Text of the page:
I could tell she wasn’t understanding my situation because at one point she asked me what city I’m looking to fly from. I was struggling to keep it together and didn’t want to do HUCA and wait another half hour on the phone. Finally, I asked her to please let me talk to a supervisor, which I should have done to begin with. Thankfully, the second lady was more with it. It took her some time to find the record of the reservation, but she finally did.
Apparently, Citi has a three-step process. Rather then connect you to the right department to begin with, they first want to verify that you have a Citi Thank You account and a valid reservation. This could be problematic if you currently have zero active Citi cards. Then they connect you to the travel center. The travel center gets in touch with the department that handles all the changes.
The last one doesn’t open till 10:30 AM Eastern, so the “second-tier” rep just gave me the phone number (1-866-204-9145) and special code attached to my booking. Mind you, it wasn’t the original trip ID, but something entirely different. More complicated than it has to be? You bet. It’s Citi after all.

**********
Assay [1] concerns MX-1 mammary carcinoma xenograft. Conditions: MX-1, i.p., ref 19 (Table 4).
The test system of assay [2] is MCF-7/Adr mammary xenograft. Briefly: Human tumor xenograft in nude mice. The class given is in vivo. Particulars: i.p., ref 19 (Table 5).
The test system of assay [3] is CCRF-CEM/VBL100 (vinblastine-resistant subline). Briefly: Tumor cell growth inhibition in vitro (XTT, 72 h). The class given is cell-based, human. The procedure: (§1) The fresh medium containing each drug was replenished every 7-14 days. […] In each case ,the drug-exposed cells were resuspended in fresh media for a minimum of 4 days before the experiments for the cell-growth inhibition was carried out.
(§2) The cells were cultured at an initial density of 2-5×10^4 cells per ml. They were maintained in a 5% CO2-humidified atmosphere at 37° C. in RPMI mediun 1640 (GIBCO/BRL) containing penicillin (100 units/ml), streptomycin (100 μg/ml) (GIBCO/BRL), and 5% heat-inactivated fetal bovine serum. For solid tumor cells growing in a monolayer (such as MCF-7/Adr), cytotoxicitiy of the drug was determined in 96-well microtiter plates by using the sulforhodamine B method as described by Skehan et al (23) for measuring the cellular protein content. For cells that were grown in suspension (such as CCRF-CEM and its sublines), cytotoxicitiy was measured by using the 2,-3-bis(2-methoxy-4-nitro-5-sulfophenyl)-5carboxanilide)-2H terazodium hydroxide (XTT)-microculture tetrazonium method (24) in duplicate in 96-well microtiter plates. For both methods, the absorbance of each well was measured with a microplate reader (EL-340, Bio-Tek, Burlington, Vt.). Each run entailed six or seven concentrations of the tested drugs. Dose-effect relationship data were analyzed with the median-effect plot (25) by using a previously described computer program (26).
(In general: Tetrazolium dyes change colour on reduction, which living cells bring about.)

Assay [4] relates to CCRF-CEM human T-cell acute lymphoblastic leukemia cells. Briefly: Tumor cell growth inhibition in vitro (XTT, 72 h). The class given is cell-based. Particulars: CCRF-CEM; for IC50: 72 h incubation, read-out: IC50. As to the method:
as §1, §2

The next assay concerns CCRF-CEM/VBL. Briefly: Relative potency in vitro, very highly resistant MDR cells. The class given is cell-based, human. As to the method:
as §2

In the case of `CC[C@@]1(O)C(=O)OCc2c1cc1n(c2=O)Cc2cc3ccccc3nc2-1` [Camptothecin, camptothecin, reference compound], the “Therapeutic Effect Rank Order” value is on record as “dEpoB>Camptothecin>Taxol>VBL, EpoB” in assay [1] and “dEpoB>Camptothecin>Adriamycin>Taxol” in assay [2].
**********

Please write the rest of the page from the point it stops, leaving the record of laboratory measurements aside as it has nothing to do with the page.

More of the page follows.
Getting the right person (finally!)
At 10:35 AM I made the call and had to wait 35 minutes to get the agent on the line. Fortunately, this person seemed to know what she was doing. Interestingly, she asked me for the original trip ID number (not the special code) and was able to locate the reservation without any issues. Sigh. She then made the call to Lufthansa while I waited.
My mom’s flight reservation was changed at no cost and everything is now set. I’m so glad I caught this issue in time before she got to the airport only to find out there is no flight from Minsk. The whole process took probably two hours total, plus lots of aggravation, but I’m very happy to have it taken care of. Obviously, I’ll check it again few days before the flight to make sure there are no more nasty surprises.